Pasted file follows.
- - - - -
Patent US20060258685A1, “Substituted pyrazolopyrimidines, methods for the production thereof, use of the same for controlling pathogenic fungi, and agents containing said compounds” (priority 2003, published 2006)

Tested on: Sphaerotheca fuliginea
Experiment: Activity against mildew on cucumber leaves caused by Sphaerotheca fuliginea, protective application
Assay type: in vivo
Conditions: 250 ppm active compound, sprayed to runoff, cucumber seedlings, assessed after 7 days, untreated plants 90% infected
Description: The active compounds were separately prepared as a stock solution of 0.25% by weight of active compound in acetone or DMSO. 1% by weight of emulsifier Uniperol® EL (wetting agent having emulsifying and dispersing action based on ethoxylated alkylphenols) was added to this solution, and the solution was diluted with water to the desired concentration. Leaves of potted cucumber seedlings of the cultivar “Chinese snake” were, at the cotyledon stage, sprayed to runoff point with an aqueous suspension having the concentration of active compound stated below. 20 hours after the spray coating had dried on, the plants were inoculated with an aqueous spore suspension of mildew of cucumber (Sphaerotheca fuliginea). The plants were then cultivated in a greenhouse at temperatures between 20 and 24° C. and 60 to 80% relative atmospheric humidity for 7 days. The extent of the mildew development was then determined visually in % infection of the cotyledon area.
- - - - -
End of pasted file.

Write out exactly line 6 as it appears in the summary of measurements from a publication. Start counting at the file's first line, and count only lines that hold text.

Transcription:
Description: The active compounds were separately prepared as a stock solution of 0.25% by weight of active compound in acetone or DMSO. 1% by weight of emulsifier Uniperol® EL (wetting agent having emulsifying and dispersing action based on ethoxylated alkylphenols) was added to this solution, and the solution was diluted with water to the desired concentration. Leaves of potted cucumber seedlings of the cultivar “Chinese snake” were, at the cotyledon stage, sprayed to runoff point with an aqueous suspension having the concentration of active compound stated below. 20 hours after the spray coating had dried on, the plants were inoculated with an aqueous spore suspension of mildew of cucumber (Sphaerotheca fuliginea). The plants were then cultivated in a greenhouse at temperatures between 20 and 24° C. and 60 to 80% relative atmospheric humidity for 7 days. The extent of the mildew development was then determined visually in % infection of the cotyledon area.